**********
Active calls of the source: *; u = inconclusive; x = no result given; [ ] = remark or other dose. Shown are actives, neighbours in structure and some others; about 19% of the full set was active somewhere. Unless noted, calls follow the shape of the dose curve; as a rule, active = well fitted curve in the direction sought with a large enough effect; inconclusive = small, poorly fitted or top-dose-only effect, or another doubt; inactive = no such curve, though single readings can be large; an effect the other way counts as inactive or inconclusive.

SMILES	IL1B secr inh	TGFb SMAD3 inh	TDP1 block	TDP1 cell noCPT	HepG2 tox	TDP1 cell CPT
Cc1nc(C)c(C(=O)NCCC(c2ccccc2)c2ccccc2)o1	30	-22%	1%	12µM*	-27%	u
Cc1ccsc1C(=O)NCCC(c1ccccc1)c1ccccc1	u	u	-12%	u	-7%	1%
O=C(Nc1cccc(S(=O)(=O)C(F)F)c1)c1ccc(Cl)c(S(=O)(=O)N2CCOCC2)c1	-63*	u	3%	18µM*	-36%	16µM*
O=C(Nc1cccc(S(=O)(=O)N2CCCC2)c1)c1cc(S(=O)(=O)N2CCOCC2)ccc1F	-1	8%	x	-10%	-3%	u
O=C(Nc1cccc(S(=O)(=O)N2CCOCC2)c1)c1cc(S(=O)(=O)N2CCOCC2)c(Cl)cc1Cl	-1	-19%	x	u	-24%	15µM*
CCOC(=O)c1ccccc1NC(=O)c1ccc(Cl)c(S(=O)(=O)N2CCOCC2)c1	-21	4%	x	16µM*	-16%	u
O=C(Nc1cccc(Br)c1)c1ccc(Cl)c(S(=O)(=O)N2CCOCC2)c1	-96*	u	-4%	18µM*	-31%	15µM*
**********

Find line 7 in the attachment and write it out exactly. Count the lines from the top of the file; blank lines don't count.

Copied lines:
O=C(Nc1cccc(S(=O)(=O)N2CCOCC2)c1)c1cc(S(=O)(=O)N2CCOCC2)c(Cl)cc1Cl	-1	-19%	x	u	-24%	15µM*